Saturday, 19 December 2015



A man from Syria was on the news.
They filmed him on a bridge.
Below him a river flowed,
somewhere in England.
He had made it here,
journeyed by lorry on the roads,
on a boat on the water,
he managed to be stowed.
It seemed to me,
his spirit was still and cold,
but he had saved his body.
Bent and hollow,
he stood in his shoes.
That he was free
to him was no victory.
He had lost his homeland,
the one he was,
he was not allowed to be.
Next he sat at a table
by the river in the open air,
a reporter with him,
in another chair.
"What's the answer?"
the reporter asked.
"Do we allow more refugees
to come to our shores?"
The man raised his head.
"No," he said. "You want the answer?
End the war in Syria."
The reporter nodded, pale and sad.
Then it was back to the newsreader
in the studio,
the next item to be portrayed.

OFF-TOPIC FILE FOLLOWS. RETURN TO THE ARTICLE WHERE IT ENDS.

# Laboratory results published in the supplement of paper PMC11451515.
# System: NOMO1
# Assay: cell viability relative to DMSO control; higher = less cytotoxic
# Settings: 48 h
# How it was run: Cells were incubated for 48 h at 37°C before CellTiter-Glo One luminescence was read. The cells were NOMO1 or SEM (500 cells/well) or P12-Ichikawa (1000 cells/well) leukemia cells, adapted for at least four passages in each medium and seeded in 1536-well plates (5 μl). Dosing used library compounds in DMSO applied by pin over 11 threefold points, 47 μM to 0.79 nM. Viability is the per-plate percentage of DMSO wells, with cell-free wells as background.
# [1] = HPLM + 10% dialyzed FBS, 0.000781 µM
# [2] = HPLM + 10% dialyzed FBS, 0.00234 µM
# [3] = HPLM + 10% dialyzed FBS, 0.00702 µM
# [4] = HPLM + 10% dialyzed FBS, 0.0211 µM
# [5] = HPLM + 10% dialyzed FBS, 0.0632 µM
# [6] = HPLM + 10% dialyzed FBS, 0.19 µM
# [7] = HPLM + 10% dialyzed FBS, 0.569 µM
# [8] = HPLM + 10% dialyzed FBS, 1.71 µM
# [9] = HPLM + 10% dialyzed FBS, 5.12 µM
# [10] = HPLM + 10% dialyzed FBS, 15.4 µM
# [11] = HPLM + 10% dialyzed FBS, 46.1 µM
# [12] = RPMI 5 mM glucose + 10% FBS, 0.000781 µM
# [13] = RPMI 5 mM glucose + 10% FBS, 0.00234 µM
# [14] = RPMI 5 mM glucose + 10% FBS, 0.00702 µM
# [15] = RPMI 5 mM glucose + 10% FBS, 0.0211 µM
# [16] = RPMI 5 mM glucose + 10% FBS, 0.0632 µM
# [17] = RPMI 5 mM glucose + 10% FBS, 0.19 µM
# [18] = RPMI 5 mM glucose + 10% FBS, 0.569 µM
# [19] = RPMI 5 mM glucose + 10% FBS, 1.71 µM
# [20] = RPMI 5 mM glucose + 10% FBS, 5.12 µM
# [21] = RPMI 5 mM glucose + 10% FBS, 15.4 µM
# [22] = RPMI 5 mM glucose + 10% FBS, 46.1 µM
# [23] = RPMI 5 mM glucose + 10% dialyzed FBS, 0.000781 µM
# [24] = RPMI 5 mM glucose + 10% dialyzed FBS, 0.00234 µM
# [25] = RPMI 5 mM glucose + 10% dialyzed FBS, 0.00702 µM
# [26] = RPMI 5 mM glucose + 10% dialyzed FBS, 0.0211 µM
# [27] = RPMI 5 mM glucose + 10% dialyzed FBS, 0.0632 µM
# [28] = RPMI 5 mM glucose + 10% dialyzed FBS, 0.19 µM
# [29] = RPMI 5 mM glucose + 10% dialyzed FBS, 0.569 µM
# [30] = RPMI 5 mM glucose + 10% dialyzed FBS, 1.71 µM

The man from Syria
had vanished from the screen.

I could not help but think of Bible times,
all those wars and sieges, long ago,
that happened in the Middle East,
the lines of lamentations,
the broken psalms of despair and woe,
ever since Moses said to Pharaoh:
"Let my people go."

The disgrace of human history
we all must learn about at school,
the list of empires and emperors,
the names of those who broke every rule,
conquests, invasions and wars,
the trap self woven that will never break,
the dark dream from which we cannot wake.
The ones who work without weapons
always the ones to pay,
as the man from Syria
made clear to us today.

End the war in Syria.
Listen to the refugee.
The politicians know what must be done
to help him return to his home
to be himself, the one he was born to be.

Philip Dodd

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